Fear Street #22: Bad Dreams
I had high hopes for this one. I love stories that play with dreams and a shifting sense of reality. Bad Dreams was all set up to do exactly that… and then it just didn’t. It ended up feeling like a book just going through the motions. Everything that happens here, Stine has done before and he’s done it better. Both of the main characters were irritating. The sibling rivalry stuff led to a few good scenes but for the most part, it was exhausting. Maggie’s boyfriend was useless, which is pretty typical in this series. The “twist” at the end felt lazy and tacked on. The “villain” had completely implausible motives. So was there anything I liked? I liked the lesson learned at the end, which was perfect for the intended audience of these books. I liked Maggie’s unwinding sense of reality as the story went on, I just wish it had gone much further than it did. Ultimately, the stakes never felt high enough, things never got weird enough, and I was bored. Something I am noticing is that when the Goosebumps books are bad, they are still (mostly) entertaining and ridiculous. When Fear Street books are bad, it takes a concerted effort to finish them. Bad Dreams is easily one of my least favorite Fear Street books so far.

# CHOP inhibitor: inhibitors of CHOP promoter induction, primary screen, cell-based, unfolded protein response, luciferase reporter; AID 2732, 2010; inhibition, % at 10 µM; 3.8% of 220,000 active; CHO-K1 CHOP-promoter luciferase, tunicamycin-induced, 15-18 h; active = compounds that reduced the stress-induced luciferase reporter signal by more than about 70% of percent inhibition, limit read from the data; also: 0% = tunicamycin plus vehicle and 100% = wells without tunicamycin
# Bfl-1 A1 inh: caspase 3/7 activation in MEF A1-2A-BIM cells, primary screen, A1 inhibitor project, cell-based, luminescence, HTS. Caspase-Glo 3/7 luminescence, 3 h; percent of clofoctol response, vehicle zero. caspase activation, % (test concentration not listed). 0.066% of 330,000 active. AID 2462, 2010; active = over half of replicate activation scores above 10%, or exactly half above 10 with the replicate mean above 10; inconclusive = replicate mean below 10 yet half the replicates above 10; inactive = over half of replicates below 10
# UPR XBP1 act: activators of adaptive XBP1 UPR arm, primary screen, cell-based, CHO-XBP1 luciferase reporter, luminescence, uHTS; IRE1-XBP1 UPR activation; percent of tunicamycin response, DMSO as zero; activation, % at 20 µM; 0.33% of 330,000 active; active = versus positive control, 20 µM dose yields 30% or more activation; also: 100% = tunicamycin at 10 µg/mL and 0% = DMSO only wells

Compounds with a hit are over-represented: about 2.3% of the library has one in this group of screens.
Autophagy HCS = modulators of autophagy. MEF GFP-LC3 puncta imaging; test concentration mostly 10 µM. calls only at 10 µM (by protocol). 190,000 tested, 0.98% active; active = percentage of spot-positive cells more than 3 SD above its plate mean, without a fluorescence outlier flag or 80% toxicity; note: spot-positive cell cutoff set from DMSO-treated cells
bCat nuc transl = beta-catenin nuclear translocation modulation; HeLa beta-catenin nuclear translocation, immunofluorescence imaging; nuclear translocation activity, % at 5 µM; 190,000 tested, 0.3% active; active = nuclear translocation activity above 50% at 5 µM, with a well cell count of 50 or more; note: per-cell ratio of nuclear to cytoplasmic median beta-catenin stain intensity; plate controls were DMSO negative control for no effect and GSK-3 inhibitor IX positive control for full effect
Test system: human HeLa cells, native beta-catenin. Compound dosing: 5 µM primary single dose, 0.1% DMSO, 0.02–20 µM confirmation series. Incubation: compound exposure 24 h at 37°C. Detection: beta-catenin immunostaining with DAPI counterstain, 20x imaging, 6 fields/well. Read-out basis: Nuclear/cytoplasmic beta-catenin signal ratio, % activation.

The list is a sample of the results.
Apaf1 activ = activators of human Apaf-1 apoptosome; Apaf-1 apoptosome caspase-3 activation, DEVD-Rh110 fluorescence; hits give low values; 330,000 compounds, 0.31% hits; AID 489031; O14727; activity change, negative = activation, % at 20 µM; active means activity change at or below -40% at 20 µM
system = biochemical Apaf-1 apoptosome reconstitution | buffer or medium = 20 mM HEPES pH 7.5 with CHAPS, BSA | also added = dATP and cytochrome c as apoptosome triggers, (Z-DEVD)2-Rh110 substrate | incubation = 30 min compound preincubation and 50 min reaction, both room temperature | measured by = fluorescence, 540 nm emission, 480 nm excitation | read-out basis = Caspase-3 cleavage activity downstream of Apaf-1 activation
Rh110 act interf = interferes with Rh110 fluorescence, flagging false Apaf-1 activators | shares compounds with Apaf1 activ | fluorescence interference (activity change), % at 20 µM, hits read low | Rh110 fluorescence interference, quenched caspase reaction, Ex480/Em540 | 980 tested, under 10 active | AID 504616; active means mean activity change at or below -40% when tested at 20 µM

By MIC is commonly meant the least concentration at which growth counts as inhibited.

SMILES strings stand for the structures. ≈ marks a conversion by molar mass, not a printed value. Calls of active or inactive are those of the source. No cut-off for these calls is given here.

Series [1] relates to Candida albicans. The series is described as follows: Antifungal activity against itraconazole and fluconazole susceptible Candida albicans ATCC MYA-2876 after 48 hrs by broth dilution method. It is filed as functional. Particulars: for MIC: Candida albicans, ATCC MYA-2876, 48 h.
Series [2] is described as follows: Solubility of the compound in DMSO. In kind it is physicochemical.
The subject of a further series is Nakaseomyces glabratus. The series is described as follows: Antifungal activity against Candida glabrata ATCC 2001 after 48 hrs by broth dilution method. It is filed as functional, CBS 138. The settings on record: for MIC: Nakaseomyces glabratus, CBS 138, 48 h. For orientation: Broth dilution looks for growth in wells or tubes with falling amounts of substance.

Recap & Review
OK, let’s get this over with. The book was boring so I am going to gloss over details and stick to the important stuff. The book opens Maggie and her sister Andrea moving into an old house on Fear Street. They had lived in the affluent Shadyside neighborhood of North Hills, but after their dad died suddenly, they could no longer afford it on Mom’s income alone. The loss of social status is tough on the girls, and so they take it out on each other in classic sibling rivalry. Maggie and Andrea’s relationship forms the core arc of the book around which everything else happens. This means that they fight. A lot. Over everything.
They fight about getting lost on the way to their new house. They fight about taking care of their old dog Gus. And the fight about the beautiful antique canopy bed that Maggie finds in her bedroom when they move in. Andrea wants it, but Maggie calls finders keepers since it was her room. The two of them are also rivals on the Shadyside Swim Team, where they are competing for the top two spots in the 200-meter medley. As exhausting and repetitive as the fighting became, it did lead to some of the better moments in the book. Bad Dreams also deserves recognition for subverting one of Stine’s favorite Fear Street tropes. Gus, the old golden retriever, makes it all the way to the end of the book without getting murdered. Gus survived the Shadyside house-pet curse. I’m sure it was because Gus is a Very Good Boy.